The sing-speak delivery that I hate so much returns with “The Jazz Discharge Party Hats,” which strikes me as laziness on Zappa’s part. The story is interesting enough in its own right, so why not just tell it? Or write a real song about it?

Frank returns to his doo-wop roots with “Luigi & The Wise Guys,” an a cappella song complete with falsetto harmonizing and snapping fingers, along with completely stupid lyrics.

The CD finishes with “Moggio”, a welcome respite from some of the other items on the release that were passed off as music. It features superb vibraphone playing by Ed Mann, and concludes with Zappa’s trademarked snorks.

All in all, I find this to be a mediocre release. In fact, I’d like to see it repackaged, taking the better items on this release and putting them together with the better songs from “Sleep Dirt.” Then I think you might have something there.

I rate this three of five stars. Add your own rating below.

Released March, 1983, Barking Pumpkin Records.

Track listing

LP release:

Side One
1. Cocaine Decisions (2:56)
2. The Dangerous Kitchen (2:51)
3. Tink Walks Amok (3:40)
4. The Radio Is Broken (5:52)
5. Mõggio (3:05)

Side Two
1. The Man From Utopia Meets Mary Lou (Medley) (3:19)
2. Stick Together (3:50)
3. SEX (3:00)
4. The Jazz Discharge Party Hats (4:30)
5. We Are Not Alone (3:31)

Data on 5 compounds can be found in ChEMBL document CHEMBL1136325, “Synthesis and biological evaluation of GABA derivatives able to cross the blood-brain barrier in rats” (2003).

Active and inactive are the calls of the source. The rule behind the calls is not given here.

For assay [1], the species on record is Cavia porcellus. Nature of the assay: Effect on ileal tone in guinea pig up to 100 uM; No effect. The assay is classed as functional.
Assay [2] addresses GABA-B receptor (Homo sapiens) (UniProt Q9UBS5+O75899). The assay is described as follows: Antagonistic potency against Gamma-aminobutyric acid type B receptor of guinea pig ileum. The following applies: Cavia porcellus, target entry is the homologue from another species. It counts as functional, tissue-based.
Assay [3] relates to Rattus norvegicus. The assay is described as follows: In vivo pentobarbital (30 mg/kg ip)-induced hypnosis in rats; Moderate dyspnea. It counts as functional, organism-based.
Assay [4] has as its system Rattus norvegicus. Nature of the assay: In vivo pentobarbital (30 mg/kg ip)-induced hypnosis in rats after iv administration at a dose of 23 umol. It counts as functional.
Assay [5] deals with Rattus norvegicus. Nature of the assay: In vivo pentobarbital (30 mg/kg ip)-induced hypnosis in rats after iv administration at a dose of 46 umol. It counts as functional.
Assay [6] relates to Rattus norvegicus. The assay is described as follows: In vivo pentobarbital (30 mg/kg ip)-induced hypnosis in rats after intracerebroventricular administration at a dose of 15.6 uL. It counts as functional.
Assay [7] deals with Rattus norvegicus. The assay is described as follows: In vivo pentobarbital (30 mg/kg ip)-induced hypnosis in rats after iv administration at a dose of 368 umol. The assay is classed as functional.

CD release:

1. Cocaine Decisions (3:54)
2. SEX (3:43)
3. Tink Walks Amok (3:39)
4. The Radio Is Broken (5:51)
5. We Are Not Alone (3:18)
6. The Dangerous Kitchen (2:51)
7. The Man From Utopia Meets Mary Lou (Medley) (3:22)
8. Stick Together (3:14)
9. The Jazz Discharge Party Hats (4:29)
10. Luigi & The Wise Guys (3:25)
11. Moggio (2:36)


Frank Zappa (guitar, vocals, ARP 2600, Linn Drum Machine)
Steve Vai ('impossible' guitar parts on strat and acoustic)
Ray White (guitar, vocals)
Roy Estrada (pachuco falsettos etc)
Bob Harris (boy soprano)
Ike Willis (bionic baritone)
Bobby Martin (keyboards, sax, vocals)
Tommy Mars (keyboards)
Arthur Barrow (keyboards, bass, micro-bass, rhythm guitar)
Ed Mann (percussion)
Scott Thunes (bass)
Chad Wackerman (drums)
Vinnie Colaiuta (drums on "The Dangerous Kitchen")
Dick Fegy (mandolin)
Marty Krystall (sax)
Craig “Twister” Steward (harmonica)

1 comment:

@YellowShark said...

you're not wrong about your criticisms... but i still find this to be one of my favorite FZ albums!! the difference may be that i can tolerate the speak-sing style you describe.

esp. on jazz discharge party hats - your descrip[tion is not wrong, but i see it as extremely exciting in both a rhythmic and harmonic sense, as there are some very clever tensions/releases explored in that melody line, and they counterpoint/complement the story's punch lines quite well.

"radio is broken" is again one of my faves, only because i appreciate the jokes (every line in the song is joke or reference to something), and - as you mentioned - the spastic musical interludes are rad. plus, that lengthier jam at the end of the tune is great as well.

but thanks for reviewing this album, i think it's often overlooked, and it's one of my faves. definitely heavy on the speak-sing stuff though. rock!